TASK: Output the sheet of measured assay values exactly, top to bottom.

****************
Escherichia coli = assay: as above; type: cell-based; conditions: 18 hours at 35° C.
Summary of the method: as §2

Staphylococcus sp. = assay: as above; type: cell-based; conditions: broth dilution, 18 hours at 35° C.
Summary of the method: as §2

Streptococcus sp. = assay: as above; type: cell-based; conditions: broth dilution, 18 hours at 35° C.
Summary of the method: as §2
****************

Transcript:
Escherichia coli = assay: as above; type: cell-based; conditions: 18 hours at 35° C.
Summary of the method: as §2

Staphylococcus sp. = assay: as above; type: cell-based; conditions: broth dilution, 18 hours at 35° C.
Summary of the method: as §2

Streptococcus sp. = assay: as above; type: cell-based; conditions: broth dilution, 18 hours at 35° C.
Summary of the method: as §2